My mother, most of the time, can’t remember my real name.

It doesn’t matter how many times I correct her. She isn’t good at remembering things. The birth name, legal name, dead name, the name that I never speak or use myself, slides from her lips, and she never sees me wince. If I do protest, if I correct her, if I show exasperation or annoyance, she gets angry. I know her reasoning: she has a bad memory. It isn’t fair that I expect her to remember a name that isn’t the name she chose for me, isn’t the name she gave me at birth, isn’t the name ingrained in her understanding of the person I am. It’s too hard, too much, to ask her to think something that isn’t there in her own head.

Sometimes I feel strangled, as an autistic person who knows with painful understanding what it means to forget names. I should be more understanding, shouldn’t I?

But it’s my name. It isn’t even as though I’ve changed it to something wildly different: I’ve just hacked off six letters. Why is that so hard to remember?

Her anger works. It holds me rigid and silent. There’s no point in correcting if she’ll only yell at me for being an ungrateful arsehole who isn’t considerate of her memory struggles. She’s patient with me, isn’t she? So why can’t I be with her?

Here I am, strangled again.

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Not Only the Label

Before I came back to writing and posting it here (for me a profoundly terrifying thing) I was considering whether or not I should just build a new website from scratch. I’ve got a lot more .org experience now, thanks to my work on the Twilight School website, and I would definitely have fun building my own self-hosted blog where the CMS allows me more control over certain elements and I’m not constrained by a client’s finances and design requirements.

There were two reasons why I was contemplating this.

One was that the Twilight School is sponsored by the Salesian College Sunbury, and I’m so far out of the closet I’ve lost the way back to Narnia. Maybe it would be safer to have an online identity that’s a teensy bit less, well, queer?

This is now irrelevant, since I’ve outed myself to the Twilight School community and the world hasn’t imploded. In point of fact, I experienced the entirely underwhelming reaction of … nothing. Man, when I’m steeling myself up to cop homophobia that might even extend to the loss of my job, it’s bewildering to then experience silence. Good, certainly, and I hope this is the beginning of interactions with people of Christian faith who are, if not accepting, at least considerate enough to keep their beliefs about my legitimacy as a human being to themselves, but bewildering.

(I’ve also been sitting on a post about how community does in fact comprise those of us who dare to be queer, and any school promoting their community outreach initiatives doesn’t get to pick and choose which parts of the community are welcome, which is something like being all dressed up with nowhere to go.)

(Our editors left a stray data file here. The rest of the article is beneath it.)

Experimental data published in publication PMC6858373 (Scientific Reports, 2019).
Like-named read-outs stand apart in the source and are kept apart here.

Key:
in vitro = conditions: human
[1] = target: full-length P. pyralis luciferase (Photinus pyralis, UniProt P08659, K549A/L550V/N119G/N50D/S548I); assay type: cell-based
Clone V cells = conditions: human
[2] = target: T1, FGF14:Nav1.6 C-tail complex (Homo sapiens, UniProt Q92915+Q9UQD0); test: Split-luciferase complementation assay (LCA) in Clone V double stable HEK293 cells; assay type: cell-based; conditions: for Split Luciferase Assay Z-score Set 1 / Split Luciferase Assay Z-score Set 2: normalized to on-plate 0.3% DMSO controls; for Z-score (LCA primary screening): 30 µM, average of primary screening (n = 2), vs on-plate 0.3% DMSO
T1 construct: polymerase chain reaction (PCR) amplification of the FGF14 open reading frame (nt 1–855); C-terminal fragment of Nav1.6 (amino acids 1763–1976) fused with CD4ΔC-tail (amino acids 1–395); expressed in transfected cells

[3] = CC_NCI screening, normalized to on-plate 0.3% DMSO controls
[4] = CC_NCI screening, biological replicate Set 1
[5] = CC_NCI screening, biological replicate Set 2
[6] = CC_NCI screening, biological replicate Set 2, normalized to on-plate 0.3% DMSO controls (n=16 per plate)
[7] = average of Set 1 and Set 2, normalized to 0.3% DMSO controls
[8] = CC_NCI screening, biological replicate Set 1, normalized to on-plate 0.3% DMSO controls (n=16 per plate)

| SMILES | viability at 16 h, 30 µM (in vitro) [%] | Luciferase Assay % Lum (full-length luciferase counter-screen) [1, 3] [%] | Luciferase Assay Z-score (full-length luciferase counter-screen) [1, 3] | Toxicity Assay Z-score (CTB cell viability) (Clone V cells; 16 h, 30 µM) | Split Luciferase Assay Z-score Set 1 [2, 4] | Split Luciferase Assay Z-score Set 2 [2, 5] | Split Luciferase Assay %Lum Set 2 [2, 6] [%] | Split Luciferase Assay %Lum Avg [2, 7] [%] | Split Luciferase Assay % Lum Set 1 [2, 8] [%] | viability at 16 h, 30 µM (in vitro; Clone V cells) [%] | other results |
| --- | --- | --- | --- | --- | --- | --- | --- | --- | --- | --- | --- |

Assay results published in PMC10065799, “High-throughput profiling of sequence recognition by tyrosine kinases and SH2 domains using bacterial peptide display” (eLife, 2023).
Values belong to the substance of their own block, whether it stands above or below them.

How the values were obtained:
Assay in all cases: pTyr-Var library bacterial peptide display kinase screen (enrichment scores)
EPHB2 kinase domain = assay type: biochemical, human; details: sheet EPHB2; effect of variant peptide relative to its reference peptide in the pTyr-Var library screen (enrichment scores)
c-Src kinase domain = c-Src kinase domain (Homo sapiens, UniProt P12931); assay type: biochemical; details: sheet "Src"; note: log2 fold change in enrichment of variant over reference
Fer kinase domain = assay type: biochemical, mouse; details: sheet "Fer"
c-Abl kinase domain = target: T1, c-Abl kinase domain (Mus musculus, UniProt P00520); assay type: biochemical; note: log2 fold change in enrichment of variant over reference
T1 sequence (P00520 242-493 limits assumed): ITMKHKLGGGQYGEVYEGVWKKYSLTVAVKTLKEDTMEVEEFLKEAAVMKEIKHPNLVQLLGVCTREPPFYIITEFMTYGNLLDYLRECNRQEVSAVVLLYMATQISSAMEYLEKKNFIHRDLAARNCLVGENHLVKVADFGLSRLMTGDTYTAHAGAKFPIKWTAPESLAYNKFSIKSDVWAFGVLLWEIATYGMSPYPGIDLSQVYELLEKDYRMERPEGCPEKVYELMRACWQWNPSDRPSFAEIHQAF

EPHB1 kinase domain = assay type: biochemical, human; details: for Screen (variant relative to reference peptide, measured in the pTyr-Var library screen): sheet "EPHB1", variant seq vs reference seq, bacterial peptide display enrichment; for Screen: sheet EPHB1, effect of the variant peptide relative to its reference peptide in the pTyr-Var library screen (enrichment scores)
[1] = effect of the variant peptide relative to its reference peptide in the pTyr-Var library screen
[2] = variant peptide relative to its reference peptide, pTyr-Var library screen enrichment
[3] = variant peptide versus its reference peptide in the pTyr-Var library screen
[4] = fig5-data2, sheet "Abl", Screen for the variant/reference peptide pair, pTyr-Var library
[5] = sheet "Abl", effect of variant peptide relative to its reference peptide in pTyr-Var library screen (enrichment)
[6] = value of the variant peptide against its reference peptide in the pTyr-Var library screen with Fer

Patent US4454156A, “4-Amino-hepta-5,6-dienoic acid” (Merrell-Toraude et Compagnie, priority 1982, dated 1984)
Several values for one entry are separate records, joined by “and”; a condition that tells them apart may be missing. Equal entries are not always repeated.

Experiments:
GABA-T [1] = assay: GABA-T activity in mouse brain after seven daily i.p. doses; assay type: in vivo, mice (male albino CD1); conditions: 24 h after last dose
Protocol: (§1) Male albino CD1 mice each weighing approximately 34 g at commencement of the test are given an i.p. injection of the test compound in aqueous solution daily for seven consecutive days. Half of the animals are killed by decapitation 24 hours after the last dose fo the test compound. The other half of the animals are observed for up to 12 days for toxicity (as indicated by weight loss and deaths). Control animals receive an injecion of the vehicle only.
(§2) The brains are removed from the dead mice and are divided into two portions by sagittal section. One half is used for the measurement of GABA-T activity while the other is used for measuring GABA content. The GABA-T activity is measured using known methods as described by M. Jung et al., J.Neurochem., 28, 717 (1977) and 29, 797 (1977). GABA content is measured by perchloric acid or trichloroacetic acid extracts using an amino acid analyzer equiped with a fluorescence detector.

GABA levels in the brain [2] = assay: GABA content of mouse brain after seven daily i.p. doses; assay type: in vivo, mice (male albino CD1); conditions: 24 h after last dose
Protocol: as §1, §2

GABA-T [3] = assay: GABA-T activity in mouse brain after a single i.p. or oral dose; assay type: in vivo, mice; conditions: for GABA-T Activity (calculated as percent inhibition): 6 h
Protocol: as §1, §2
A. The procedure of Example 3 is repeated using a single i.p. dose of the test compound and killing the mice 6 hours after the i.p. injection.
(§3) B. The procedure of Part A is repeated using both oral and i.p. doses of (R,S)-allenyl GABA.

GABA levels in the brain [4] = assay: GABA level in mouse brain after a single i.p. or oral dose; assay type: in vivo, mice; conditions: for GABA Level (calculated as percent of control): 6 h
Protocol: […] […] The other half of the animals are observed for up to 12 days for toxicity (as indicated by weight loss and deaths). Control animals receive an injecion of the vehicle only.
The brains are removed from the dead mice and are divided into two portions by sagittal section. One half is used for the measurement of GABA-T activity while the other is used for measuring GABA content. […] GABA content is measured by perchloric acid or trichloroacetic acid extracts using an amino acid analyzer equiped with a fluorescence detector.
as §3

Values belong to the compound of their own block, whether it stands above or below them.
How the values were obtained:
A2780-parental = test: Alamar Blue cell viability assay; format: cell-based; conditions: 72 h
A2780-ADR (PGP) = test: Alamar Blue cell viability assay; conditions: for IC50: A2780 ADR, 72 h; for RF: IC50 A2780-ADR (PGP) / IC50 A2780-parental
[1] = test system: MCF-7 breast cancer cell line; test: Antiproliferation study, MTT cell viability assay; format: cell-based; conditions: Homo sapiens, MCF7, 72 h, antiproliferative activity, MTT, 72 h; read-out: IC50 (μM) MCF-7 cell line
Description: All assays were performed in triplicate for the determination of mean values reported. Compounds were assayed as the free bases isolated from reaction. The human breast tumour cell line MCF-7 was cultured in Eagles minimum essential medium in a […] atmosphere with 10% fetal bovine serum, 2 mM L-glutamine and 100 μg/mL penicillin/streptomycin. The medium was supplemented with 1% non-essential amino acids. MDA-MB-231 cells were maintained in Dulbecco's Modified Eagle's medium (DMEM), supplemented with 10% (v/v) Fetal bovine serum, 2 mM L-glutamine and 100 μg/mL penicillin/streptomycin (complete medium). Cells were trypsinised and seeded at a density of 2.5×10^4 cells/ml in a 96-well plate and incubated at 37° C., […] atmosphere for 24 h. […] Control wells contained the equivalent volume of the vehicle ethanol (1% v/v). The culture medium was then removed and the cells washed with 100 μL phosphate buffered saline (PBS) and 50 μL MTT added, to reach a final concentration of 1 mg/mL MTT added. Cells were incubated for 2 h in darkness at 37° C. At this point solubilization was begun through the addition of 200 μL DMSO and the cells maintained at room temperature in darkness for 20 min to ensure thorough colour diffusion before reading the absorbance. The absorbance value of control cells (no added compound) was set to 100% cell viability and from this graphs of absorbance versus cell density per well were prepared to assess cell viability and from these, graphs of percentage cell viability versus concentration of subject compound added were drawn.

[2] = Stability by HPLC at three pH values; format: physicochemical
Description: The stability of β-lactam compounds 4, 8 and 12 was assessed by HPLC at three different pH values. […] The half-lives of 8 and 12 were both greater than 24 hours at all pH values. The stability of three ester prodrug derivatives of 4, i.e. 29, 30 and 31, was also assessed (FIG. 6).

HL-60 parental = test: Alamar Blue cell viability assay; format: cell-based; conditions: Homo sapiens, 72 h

The other was … well, most of the things I’m feeling and exploring right now aren’t all that queer, taken in a separatist/isolationist view that denies the importance and relevance of intersectionality. I’ve been asked to write a piece about turning points for a publication, and while my first thought was to write about the subtlety of turning points, I’m actually thinking that what I’m feeling right now is the turning point encapsulated in the word “autism”.

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All The Puzzle Pieces, Please

I have a roller bag/trolley. It’s a battered railway-issue bag I’ve had for a little over a year, and it goes almost everywhere I go. People comment on it as though it’s funny: they can’t imagine why I need to take it everywhere.

I consider it an accessibility aid for anything that involves leaving the house.

I have things I need to take everywhere with me. My wrist and thumb splints, because my pain is something I can’t plan, and being in pain at work without a splint is a nightmare. A thick hooded jumper, because my hypersensitivity to cold means that waiting at railway platforms at night is agonising. A woollen, hooded scarf, ditto. A large tub of Play-Doh, for stimming. A bottle of water, for timetabled and non-timetabled medication. An umbrella, because I live in Geelong/Melbourne where we can get five seasons in a single day. Lunch, if I’m going to work, because I can’t afford to just buy two meals a working day on the hours I get.

I’ve also got optional things I take everywhere with me, like my netbook (I use all time I spend on trains), deck boxes and a dice bag (you never know when you might run into someone and regret not having a deck on you), a playmat (this makes it so much easier for me to pick cards, even sleeved cards, up off the table) and other odds-and-ends (wet and dry tissues, nail scissors, deodorant, a tape measure because the Warhammer players never bring their own and sometimes the store one gets lost). Yes, I have the bloody kitchen sink, but you’d be amazed at all the times someone has needed something I just happen to have.

I also have a rainbow-striped satchel over my shoulder for absolutely-bloody-essential things like wallet, headphones (I need something to drown out the noises made by other people/traffic/trains), coin purse, meds, bandaids, notepad and pen. A satchel bag where I can just reach in without pulling the bag off a shoulder and unzipping is so much better than a backpack, even if a backpack is less gendering.

I also need, quite simply, a place to put anything I buy.